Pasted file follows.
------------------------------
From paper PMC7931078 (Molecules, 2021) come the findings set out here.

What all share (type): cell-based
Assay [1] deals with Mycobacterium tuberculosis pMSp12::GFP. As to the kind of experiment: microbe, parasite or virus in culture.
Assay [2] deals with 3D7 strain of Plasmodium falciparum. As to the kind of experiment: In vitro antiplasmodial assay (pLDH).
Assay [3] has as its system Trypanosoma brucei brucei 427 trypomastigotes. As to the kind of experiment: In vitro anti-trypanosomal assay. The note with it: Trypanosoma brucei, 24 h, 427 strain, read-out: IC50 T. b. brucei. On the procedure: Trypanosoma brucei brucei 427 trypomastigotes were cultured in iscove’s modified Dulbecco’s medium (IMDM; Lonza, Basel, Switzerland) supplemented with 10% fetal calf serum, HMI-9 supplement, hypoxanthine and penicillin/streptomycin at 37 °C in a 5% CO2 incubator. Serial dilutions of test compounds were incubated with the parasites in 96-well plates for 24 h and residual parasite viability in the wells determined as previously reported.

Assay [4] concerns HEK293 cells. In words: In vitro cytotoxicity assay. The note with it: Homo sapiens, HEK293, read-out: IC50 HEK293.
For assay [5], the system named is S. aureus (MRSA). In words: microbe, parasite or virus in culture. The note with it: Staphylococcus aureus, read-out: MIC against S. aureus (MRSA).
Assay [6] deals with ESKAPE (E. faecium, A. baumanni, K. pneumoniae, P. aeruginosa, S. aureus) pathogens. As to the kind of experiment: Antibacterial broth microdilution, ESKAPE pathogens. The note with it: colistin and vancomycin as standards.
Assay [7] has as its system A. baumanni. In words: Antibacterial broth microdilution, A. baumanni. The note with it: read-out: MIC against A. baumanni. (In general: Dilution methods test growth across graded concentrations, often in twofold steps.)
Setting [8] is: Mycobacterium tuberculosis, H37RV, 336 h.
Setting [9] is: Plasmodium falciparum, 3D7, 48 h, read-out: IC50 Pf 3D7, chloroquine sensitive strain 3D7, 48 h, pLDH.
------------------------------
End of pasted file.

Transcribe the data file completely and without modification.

From paper PMC7931078 (Molecules, 2021) come the findings set out here.

What all share (type): cell-based
Assay [1] deals with Mycobacterium tuberculosis pMSp12::GFP. As to the kind of experiment: microbe, parasite or virus in culture.
Assay [2] deals with 3D7 strain of Plasmodium falciparum. As to the kind of experiment: In vitro antiplasmodial assay (pLDH).
Assay [3] has as its system Trypanosoma brucei brucei 427 trypomastigotes. As to the kind of experiment: In vitro anti-trypanosomal assay. The note with it: Trypanosoma brucei, 24 h, 427 strain, read-out: IC50 T. b. brucei. On the procedure: Trypanosoma brucei brucei 427 trypomastigotes were cultured in iscove’s modified Dulbecco’s medium (IMDM; Lonza, Basel, Switzerland) supplemented with 10% fetal calf serum, HMI-9 supplement, hypoxanthine and penicillin/streptomycin at 37 °C in a 5% CO2 incubator. Serial dilutions of test compounds were incubated with the parasites in 96-well plates for 24 h and residual parasite viability in the wells determined as previously reported.

Assay [4] concerns HEK293 cells. In words: In vitro cytotoxicity assay. The note with it: Homo sapiens, HEK293, read-out: IC50 HEK293.
For assay [5], the system named is S. aureus (MRSA). In words: microbe, parasite or virus in culture. The note with it: Staphylococcus aureus, read-out: MIC against S. aureus (MRSA).
Assay [6] deals with ESKAPE (E. faecium, A. baumanni, K. pneumoniae, P. aeruginosa, S. aureus) pathogens. As to the kind of experiment: Antibacterial broth microdilution, ESKAPE pathogens. The note with it: colistin and vancomycin as standards.
Assay [7] has as its system A. baumanni. In words: Antibacterial broth microdilution, A. baumanni. The note with it: read-out: MIC against A. baumanni. (In general: Dilution methods test growth across graded concentrations, often in twofold steps.)
Setting [8] is: Mycobacterium tuberculosis, H37RV, 336 h.
Setting [9] is: Plasmodium falciparum, 3D7, 48 h, read-out: IC50 Pf 3D7, chloroquine sensitive strain 3D7, 48 h, pLDH.